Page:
Some anthropologists believe the Yoruba religion has been practised as far back as eight thousand years making it truly primal and aboriginal – to put this into perspective Christianity has said to be around for only two thousand years. The Yoruba indigenous beliefs see the world as a product of two connected worlds. The visible material world and the invisible spiritual world. The connection between these two worlds produces power that is called Asé. Similar to Chi in Chinese traditions or the energy that flows through Chakras in Indian beliefs. Asé is the divine force, energy, and power from the creator that incarnate in the world. It is the life-force that runs through all things, living and inanimate in the universe. It is recognized as the power to create and produce change which enables people to find balance in life.Anthony Shintai – Yorubaland
Random Photo Journal started a Journal Project focused on African Unification through collective memories… For the series, we spoke to Anthony Shintai Olabayo Amao a Nigerian Photo and Videographer born and raised in the indigenous city of Ibadan and based in Birmingham on his latest photo project Yorubaland
What made you want to document the traditional history of your ancestors and when did you first start thinking about this project.
I’ve always been curious about the religious choice of my family, but I began to explore this curiosity when I moved to the UK and learnt about the history of Christianity and how it was introduced into West Africa. This was around 2016/2017.
It didn’t make sense following a religion that wasn’t represented by our people. Every major religion is geographically represented by the ethnic group where the religion originated from. This was how we geographically, culturally and religiously identified people around the world.
I’ve always been fascinated by the deity Sango, I used to watch some Yoruba movies on this god but growing up in Nigeria, I was conditioned to believe any form of worship associated with the traditional belief system was a form of witchcraft hence why I avoided the traditional religion. But as I was settled in the UK, and had the resources for acquiring deeper knowledge and understanding, I reignited my interest in the deity Sango and spent a lot of my time researching about this deity but I also wanted to find out why people who follow the traditional religion are often judged and looked down on within the Yoruba Society.
I came to the UK in 2003 and I’ve only been back home to Nigeria on 3 occasions. The first was in 2008 with my dad, this trip was merely to catch up with friends and family, and the second in 2018 with my family to attend my cousins’ wedding. It was actually in 2018 that I initially wanted to document the traditional religion but I missed the Sángo Festival that year. So I reached out to the Oyo Cultural Foundation and they counted the days and moons based on the traditional Yoruba calendar to provide the date in advance for the 2019 Sángo Festival which gave me more than enough time to get ready.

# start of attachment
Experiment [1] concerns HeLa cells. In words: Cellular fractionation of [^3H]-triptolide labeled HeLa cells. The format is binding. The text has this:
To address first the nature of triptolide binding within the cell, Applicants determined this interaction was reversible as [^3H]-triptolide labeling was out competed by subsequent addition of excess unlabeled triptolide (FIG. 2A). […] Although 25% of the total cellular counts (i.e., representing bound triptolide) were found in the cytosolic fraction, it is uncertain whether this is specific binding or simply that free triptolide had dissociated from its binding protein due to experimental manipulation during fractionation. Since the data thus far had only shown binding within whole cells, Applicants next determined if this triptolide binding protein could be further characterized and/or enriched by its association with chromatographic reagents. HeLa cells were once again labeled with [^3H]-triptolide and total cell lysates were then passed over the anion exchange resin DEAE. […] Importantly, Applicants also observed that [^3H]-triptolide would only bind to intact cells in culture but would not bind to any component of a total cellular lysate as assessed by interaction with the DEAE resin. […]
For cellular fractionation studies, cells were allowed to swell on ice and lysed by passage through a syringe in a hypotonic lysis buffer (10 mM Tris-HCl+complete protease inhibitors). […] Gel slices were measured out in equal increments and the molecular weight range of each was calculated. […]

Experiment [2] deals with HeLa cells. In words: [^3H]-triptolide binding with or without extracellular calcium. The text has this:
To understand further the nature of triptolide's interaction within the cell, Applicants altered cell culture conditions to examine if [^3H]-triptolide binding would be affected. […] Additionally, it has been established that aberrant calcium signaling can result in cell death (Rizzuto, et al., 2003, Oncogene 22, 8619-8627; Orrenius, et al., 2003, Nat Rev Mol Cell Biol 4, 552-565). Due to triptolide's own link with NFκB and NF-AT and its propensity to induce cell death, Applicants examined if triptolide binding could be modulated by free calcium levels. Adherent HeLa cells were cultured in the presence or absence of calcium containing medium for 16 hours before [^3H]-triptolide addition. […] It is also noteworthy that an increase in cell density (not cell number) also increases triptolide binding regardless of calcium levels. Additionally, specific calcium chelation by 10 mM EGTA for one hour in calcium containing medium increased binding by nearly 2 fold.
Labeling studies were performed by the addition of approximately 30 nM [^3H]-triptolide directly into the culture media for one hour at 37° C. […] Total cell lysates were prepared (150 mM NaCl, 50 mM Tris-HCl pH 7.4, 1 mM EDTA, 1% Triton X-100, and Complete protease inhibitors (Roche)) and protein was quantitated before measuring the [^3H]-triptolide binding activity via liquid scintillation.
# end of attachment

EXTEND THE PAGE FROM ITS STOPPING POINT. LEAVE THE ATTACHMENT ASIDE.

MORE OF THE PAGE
The trip to Oyo town last summer was the first time I traveled to Nigeria by myself. It felt like it was a now or never situation really. My intuition was telling me this was the time to dive and explore the traditional religion from its source. This was at a point where I’ve already read a LOT of articles and books about the traditional religion, so it only felt right that the next step in my journey was to experience it and I was very determined to get that experience. After learning about the true wonders of the Yoruba Religion, I was driven with a purpose to capture and showcase it’s beauty to the Yoruba Society and to the World.
How did you feel photographing these images
This project has opened my eyes and made me question my own beliefs. I was born and raised in a Christian household and always thought Christianity was the religion we were meant to follow. I was conditioned to believe and practice this from birth but after learning about the true wonders of the Yoruba religion I now feel like not everything on the surface is as it appears to be.
It felt amazing and uplifting being able to capture these images. I was greatly inspired walking around the streets of Oyo Town because this is the town my ancestors are from, it felt wholesome knowing I was taking part in the celebrations as my ancestors once did. It was a wonderful and enlightening experience.
Was your hometown all that you expected it to be?
I’ve visited my hometown a couple of times in the past so I was already familiar with the surroundings. It’s a lively energetic atmosphere fuelled by the abundance of soulful beings – that would be the best way to describe my hometown
What is the story behind your favourite photo in Yorubaland?
For Yorubaland, I felt this was more of a documentary photography project meaning I didn’t want to alter/direct the shots. I wanted the shots to provide an accurate representation of the environment, event and people. It was very important for me to reflect this in the project. I think my favourite photo is the front cover shot, of the young Yemoja Devotees holding the water on top of their head. The energy and power the young girl demonstrated were captivating, and I was glad to capture it without directing or having any influence on the photo.
Are there restrictions you faced with the devotees while documenting this story?
I think the devotees naturally felt at ease, most of them saw me talking with the council elders before the celebrations started taking place so they sort of knew I was a trusted photographer. In an environment where you think they’d be wary of the camera, a lot of them were actually asking for their photos to be taken. I was granted access to all the sacred sites and was free to document as much as I wanted.
visit here to buy the book